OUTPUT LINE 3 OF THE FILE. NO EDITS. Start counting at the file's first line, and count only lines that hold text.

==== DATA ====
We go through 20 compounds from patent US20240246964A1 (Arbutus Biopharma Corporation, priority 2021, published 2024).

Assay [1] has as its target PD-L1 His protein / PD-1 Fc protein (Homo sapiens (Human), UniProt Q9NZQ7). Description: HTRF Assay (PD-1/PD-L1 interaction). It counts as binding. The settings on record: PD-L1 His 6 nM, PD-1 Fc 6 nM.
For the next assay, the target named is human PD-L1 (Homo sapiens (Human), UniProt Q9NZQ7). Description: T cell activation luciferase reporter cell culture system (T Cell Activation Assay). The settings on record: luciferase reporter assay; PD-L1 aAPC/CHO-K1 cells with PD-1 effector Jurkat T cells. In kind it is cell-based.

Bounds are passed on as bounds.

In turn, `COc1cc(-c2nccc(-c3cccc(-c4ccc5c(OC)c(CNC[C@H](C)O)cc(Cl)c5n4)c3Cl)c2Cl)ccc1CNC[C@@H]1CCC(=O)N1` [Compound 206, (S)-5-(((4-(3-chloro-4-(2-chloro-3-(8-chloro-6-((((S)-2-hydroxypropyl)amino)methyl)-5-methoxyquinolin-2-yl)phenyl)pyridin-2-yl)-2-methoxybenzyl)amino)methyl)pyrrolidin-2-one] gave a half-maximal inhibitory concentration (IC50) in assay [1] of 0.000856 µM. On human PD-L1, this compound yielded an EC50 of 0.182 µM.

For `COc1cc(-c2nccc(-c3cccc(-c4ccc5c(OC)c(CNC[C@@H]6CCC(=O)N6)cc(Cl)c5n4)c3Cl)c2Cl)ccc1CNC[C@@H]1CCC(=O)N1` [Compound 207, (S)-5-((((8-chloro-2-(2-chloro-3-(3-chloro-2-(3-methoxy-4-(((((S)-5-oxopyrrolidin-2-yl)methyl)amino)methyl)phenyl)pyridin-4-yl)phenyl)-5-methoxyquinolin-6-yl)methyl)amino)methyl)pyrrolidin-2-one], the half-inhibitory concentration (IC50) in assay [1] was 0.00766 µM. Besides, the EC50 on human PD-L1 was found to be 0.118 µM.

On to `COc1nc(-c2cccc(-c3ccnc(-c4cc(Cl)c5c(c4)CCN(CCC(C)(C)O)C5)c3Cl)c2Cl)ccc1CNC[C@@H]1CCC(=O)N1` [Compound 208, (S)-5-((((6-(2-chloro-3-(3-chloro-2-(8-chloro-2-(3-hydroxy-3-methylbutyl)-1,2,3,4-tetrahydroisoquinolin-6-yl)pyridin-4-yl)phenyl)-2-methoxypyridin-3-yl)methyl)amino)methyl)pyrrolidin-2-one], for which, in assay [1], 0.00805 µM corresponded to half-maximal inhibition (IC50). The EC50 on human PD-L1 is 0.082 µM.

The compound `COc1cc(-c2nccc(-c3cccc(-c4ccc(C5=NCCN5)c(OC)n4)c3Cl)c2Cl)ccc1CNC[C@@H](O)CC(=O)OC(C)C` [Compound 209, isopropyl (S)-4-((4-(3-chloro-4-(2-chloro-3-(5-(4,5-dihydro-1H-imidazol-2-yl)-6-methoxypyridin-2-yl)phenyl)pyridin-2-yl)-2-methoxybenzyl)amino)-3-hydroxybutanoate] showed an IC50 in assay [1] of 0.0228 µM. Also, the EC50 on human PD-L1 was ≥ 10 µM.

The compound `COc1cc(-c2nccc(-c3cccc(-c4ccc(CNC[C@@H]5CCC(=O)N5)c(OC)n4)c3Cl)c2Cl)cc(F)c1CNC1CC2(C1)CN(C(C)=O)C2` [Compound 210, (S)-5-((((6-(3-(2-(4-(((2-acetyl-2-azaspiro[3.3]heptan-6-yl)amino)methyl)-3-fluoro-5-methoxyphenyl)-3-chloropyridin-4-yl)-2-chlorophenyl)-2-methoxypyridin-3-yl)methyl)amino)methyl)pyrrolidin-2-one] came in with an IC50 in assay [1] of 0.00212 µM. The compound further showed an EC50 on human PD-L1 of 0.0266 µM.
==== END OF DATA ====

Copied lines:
For the next assay, the target named is human PD-L1 (Homo sapiens (Human), UniProt Q9NZQ7). Description: T cell activation luciferase reporter cell culture system (T Cell Activation Assay). The settings on record: luciferase reporter assay; PD-L1 aAPC/CHO-K1 cells with PD-1 effector Jurkat T cells. In kind it is cell-based.